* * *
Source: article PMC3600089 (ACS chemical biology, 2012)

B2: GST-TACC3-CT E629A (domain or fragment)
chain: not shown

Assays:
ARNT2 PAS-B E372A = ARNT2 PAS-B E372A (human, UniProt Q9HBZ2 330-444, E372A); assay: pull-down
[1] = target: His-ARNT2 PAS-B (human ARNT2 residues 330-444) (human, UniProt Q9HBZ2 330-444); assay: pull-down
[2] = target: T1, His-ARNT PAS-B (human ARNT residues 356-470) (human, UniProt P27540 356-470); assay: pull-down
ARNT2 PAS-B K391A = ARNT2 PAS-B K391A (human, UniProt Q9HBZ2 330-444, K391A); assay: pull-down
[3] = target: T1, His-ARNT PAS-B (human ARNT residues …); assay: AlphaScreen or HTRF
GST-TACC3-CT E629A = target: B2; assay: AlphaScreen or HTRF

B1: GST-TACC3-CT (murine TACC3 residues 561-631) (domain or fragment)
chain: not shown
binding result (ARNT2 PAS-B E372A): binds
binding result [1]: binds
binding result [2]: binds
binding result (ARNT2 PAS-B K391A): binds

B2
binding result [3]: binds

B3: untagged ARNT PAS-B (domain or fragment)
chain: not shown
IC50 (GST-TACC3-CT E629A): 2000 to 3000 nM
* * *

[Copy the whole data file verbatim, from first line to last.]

Source: article PMC3600089 (ACS chemical biology, 2012)

B2: GST-TACC3-CT E629A (domain or fragment)
chain: not shown

Assays:
ARNT2 PAS-B E372A = ARNT2 PAS-B E372A (human, UniProt Q9HBZ2 330-444, E372A); assay: pull-down
[1] = target: His-ARNT2 PAS-B (human ARNT2 residues 330-444) (human, UniProt Q9HBZ2 330-444); assay: pull-down
[2] = target: T1, His-ARNT PAS-B (human ARNT residues 356-470) (human, UniProt P27540 356-470); assay: pull-down
ARNT2 PAS-B K391A = ARNT2 PAS-B K391A (human, UniProt Q9HBZ2 330-444, K391A); assay: pull-down
[3] = target: T1, His-ARNT PAS-B (human ARNT residues …); assay: AlphaScreen or HTRF
GST-TACC3-CT E629A = target: B2; assay: AlphaScreen or HTRF

B1: GST-TACC3-CT (murine TACC3 residues 561-631) (domain or fragment)
chain: not shown
binding result (ARNT2 PAS-B E372A): binds
binding result [1]: binds
binding result [2]: binds
binding result (ARNT2 PAS-B K391A): binds

B2
binding result [3]: binds

B3: untagged ARNT PAS-B (domain or fragment)
chain: not shown
IC50 (GST-TACC3-CT E629A): 2000 to 3000 nM